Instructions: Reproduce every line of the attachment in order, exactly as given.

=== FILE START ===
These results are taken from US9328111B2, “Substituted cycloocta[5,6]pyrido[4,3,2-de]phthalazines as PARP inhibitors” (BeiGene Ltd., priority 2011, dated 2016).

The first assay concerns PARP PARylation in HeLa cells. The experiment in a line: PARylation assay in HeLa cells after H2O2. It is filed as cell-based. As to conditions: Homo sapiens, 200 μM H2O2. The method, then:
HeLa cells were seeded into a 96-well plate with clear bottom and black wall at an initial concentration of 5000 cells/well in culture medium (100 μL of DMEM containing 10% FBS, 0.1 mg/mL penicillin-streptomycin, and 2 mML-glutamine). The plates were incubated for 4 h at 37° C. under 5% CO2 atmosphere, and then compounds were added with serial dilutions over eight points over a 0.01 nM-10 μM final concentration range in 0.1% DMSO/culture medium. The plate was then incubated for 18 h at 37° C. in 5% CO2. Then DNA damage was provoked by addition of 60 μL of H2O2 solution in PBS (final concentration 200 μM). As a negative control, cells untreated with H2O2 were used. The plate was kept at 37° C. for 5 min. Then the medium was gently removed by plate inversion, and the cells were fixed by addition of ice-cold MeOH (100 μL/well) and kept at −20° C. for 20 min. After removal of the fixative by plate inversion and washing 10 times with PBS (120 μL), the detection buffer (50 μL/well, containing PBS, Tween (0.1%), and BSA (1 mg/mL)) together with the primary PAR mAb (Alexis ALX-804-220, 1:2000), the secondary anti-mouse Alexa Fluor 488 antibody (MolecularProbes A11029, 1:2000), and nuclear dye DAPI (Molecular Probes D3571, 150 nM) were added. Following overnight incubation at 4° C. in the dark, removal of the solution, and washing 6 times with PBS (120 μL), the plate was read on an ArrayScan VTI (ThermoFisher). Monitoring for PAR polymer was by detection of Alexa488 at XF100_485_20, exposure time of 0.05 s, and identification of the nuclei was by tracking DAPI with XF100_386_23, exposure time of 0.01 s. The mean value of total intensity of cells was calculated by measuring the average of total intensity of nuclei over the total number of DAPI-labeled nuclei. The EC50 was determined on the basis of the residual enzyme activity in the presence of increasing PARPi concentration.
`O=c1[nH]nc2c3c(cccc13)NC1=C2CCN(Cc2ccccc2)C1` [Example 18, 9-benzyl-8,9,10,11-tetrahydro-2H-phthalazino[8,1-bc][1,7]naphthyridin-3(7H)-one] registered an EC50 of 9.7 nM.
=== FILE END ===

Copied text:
These results are taken from US9328111B2, “Substituted cycloocta[5,6]pyrido[4,3,2-de]phthalazines as PARP inhibitors” (BeiGene Ltd., priority 2011, dated 2016).

The first assay concerns PARP PARylation in HeLa cells. The experiment in a line: PARylation assay in HeLa cells after H2O2. It is filed as cell-based. As to conditions: Homo sapiens, 200 μM H2O2. The method, then:
HeLa cells were seeded into a 96-well plate with clear bottom and black wall at an initial concentration of 5000 cells/well in culture medium (100 μL of DMEM containing 10% FBS, 0.1 mg/mL penicillin-streptomycin, and 2 mML-glutamine). The plates were incubated for 4 h at 37° C. under 5% CO2 atmosphere, and then compounds were added with serial dilutions over eight points over a 0.01 nM-10 μM final concentration range in 0.1% DMSO/culture medium. The plate was then incubated for 18 h at 37° C. in 5% CO2. Then DNA damage was provoked by addition of 60 μL of H2O2 solution in PBS (final concentration 200 μM). As a negative control, cells untreated with H2O2 were used. The plate was kept at 37° C. for 5 min. Then the medium was gently removed by plate inversion, and the cells were fixed by addition of ice-cold MeOH (100 μL/well) and kept at −20° C. for 20 min. After removal of the fixative by plate inversion and washing 10 times with PBS (120 μL), the detection buffer (50 μL/well, containing PBS, Tween (0.1%), and BSA (1 mg/mL)) together with the primary PAR mAb (Alexis ALX-804-220, 1:2000), the secondary anti-mouse Alexa Fluor 488 antibody (MolecularProbes A11029, 1:2000), and nuclear dye DAPI (Molecular Probes D3571, 150 nM) were added. Following overnight incubation at 4° C. in the dark, removal of the solution, and washing 6 times with PBS (120 μL), the plate was read on an ArrayScan VTI (ThermoFisher). Monitoring for PAR polymer was by detection of Alexa488 at XF100_485_20, exposure time of 0.05 s, and identification of the nuclei was by tracking DAPI with XF100_386_23, exposure time of 0.01 s. The mean value of total intensity of cells was calculated by measuring the average of total intensity of nuclei over the total number of DAPI-labeled nuclei. The EC50 was determined on the basis of the residual enzyme activity in the presence of increasing PARPi concentration.
`O=c1[nH]nc2c3c(cccc13)NC1=C2CCN(Cc2ccccc2)C1` [Example 18, 9-benzyl-8,9,10,11-tetrahydro-2H-phthalazino[8,1-bc][1,7]naphthyridin-3(7H)-one] registered an EC50 of 9.7 nM.